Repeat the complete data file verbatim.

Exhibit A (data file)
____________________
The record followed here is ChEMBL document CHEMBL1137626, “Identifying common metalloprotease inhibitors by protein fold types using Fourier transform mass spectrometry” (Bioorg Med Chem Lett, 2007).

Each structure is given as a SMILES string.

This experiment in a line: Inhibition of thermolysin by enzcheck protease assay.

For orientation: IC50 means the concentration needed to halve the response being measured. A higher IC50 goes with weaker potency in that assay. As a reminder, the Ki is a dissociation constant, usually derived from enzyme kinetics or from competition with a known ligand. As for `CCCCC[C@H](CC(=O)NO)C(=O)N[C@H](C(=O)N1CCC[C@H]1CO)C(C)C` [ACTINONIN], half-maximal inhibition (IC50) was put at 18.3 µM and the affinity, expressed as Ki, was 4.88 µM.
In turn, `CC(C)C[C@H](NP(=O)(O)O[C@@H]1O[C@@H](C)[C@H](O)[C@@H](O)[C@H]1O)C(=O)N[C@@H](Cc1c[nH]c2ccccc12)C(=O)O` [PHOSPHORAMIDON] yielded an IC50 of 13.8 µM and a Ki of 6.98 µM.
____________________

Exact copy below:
The record followed here is ChEMBL document CHEMBL1137626, “Identifying common metalloprotease inhibitors by protein fold types using Fourier transform mass spectrometry” (Bioorg Med Chem Lett, 2007).

Each structure is given as a SMILES string.

This experiment in a line: Inhibition of thermolysin by enzcheck protease assay.

For orientation: IC50 means the concentration needed to halve the response being measured. A higher IC50 goes with weaker potency in that assay. As a reminder, the Ki is a dissociation constant, usually derived from enzyme kinetics or from competition with a known ligand. As for `CCCCC[C@H](CC(=O)NO)C(=O)N[C@H](C(=O)N1CCC[C@H]1CO)C(C)C` [ACTINONIN], half-maximal inhibition (IC50) was put at 18.3 µM and the affinity, expressed as Ki, was 4.88 µM.
In turn, `CC(C)C[C@H](NP(=O)(O)O[C@@H]1O[C@@H](C)[C@H](O)[C@@H](O)[C@H]1O)C(=O)N[C@@H](Cc1c[nH]c2ccccc12)C(=O)O` [PHOSPHORAMIDON] yielded an IC50 of 13.8 µM and a Ki of 6.98 µM.